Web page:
Wednesday, July 25, 2007

Laura's Review: Gate of the Sun

Elias Khoury
539 pages

First sentence: Umm Hassan is dead.

Reflections: One of the most valuable lessons of my adult life has been realizing that the history we learn in school is just one point of view. As Elias Khoury writes, "I'm scared of history that has only one version. History has dozens of versions, and for it to ossify into one leads only to death."

In Gate of the Sun, Khoury tells of Arab - Israeli conflict from a Palestinian perspective. Khalil Ayyoub is a doctor caring for a man named Yunes, his mentor and father figure who has fallen into a coma after a stroke. Although the hospital director has declared Yunes will not recover, Khalil maintains a bedside vigil, talking to Yunes in the desperate hope that this will bring him back. Khalil recounts Yunes' youth prior to the formation of the Israeli state in 1948, the displacement of Palestinians, and Yunes' work as a freedom fighter from that point onwards. Yunes is forced to live apart from his wife, Nahila, and their children, because he will be killed if found. His rendezvous with Nahila take place in a cave near their village, the only place they can spend time together. They lived this way for years, with Nahila bearing several children and raising them on her own.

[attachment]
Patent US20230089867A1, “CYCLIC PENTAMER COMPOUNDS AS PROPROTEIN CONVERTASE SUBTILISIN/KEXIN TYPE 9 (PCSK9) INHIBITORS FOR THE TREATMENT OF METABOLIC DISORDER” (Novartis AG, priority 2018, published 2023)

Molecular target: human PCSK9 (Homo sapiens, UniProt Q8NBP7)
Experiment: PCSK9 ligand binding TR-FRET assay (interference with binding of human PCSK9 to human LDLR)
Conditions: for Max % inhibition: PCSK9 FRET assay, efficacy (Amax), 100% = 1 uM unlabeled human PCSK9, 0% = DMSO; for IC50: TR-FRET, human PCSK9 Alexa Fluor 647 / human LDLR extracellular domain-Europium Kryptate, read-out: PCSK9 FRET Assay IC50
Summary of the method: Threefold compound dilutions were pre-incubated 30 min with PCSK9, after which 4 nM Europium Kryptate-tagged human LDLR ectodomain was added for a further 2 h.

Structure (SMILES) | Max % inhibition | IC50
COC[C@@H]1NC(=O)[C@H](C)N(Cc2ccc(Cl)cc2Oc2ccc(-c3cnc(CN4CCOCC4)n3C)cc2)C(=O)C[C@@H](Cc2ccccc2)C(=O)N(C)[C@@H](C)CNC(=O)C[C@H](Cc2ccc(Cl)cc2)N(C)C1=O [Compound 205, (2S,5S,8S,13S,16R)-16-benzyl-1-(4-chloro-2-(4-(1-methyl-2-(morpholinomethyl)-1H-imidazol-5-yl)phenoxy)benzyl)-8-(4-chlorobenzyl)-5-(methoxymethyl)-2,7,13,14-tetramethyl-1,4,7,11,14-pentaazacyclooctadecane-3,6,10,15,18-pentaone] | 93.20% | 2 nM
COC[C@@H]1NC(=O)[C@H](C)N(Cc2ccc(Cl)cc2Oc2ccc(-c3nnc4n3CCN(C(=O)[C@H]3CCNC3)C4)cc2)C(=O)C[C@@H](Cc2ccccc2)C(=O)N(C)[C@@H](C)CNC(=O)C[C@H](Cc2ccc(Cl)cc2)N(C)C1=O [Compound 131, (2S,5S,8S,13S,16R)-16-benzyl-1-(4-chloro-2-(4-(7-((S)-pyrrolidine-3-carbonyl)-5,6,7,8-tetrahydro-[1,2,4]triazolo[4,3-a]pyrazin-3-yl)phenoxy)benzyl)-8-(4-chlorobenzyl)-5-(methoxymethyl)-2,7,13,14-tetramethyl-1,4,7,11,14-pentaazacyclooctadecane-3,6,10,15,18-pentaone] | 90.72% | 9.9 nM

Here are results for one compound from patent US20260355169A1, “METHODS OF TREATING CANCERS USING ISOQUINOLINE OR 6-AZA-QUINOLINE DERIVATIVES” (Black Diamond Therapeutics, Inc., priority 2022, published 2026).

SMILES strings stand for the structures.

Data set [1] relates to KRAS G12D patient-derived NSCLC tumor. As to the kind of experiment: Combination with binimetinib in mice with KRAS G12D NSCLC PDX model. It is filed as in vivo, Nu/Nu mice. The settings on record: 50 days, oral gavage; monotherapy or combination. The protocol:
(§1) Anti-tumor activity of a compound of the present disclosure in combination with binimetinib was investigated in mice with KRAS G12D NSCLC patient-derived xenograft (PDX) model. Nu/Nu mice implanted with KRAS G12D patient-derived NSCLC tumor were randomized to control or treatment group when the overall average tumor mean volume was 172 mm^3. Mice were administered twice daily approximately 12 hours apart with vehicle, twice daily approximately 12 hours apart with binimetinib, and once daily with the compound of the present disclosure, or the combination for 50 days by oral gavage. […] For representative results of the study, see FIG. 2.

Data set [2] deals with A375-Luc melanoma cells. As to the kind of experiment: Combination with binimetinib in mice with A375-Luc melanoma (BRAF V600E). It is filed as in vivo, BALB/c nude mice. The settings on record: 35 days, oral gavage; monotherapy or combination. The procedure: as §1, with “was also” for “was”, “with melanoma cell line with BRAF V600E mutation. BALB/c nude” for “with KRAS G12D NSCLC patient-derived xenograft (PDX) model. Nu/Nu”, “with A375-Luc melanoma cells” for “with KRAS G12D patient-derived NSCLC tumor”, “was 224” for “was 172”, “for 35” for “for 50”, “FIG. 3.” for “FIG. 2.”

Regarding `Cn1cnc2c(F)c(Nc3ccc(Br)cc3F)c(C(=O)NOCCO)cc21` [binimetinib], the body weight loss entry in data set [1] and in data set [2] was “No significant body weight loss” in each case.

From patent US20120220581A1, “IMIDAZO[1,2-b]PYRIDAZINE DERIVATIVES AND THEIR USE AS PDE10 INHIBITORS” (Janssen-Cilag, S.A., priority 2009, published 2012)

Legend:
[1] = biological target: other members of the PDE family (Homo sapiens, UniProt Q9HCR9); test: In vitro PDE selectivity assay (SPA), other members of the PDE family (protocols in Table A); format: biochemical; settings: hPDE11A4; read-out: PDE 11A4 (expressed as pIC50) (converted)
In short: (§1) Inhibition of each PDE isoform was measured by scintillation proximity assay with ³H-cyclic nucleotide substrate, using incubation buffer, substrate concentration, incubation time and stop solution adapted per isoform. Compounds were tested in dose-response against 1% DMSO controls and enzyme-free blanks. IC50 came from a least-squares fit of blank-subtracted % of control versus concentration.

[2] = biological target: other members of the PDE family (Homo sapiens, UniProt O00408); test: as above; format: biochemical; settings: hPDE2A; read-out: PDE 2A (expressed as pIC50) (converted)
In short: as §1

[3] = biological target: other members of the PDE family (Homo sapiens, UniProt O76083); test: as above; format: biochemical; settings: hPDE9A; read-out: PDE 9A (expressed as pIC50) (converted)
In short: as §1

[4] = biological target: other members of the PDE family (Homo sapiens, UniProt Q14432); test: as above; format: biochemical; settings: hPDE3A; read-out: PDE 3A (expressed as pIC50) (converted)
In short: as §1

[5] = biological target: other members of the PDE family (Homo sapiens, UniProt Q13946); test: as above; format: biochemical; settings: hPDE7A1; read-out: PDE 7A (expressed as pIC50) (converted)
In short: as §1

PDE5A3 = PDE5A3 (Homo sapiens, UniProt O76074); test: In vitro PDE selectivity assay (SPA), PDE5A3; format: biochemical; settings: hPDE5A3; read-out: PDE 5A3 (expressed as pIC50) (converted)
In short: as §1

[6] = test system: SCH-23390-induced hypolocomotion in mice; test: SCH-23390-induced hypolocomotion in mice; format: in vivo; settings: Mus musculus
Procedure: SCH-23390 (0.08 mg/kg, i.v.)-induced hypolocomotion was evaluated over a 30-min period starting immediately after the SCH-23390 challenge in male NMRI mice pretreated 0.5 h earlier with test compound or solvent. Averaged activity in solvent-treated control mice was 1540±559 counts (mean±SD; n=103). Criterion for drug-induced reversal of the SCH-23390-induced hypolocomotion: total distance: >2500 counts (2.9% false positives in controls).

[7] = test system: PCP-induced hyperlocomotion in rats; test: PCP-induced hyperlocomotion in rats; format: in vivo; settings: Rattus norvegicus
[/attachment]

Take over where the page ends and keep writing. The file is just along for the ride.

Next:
Khalil also tells stories of his own life, including his love for a woman named Shams, who is a sudden victim of the violence surrounding them. Shams' story, and that of their relationship, unfolds gradually throughout the novel. The book proceeds with Khalil sitting by Yunes' bedside weaving tales day after day for nearly seven months. Through these stories we gain an understanding of this period in history as seen by Palestinians; a very different perspective from that of the US government and media.

Khoury writes beautiful, descriptive prose: "A woman walking alone through the rubble of her village looking for the stones that were once her house. A woman alone, her head covered with a black scarf, hunched up in that emptiness that stretches all the way to God, among the hills and valleys of Galilee, within the circle of a red sun that crawls over the ground, passing slowly and carrying with it the shadows of all things." Yet I found the stream of consciousness style a bit difficult to follow, and had trouble keeping names, places, and events straight. In the end, I was ready to finish this book so I could get on to my next read.

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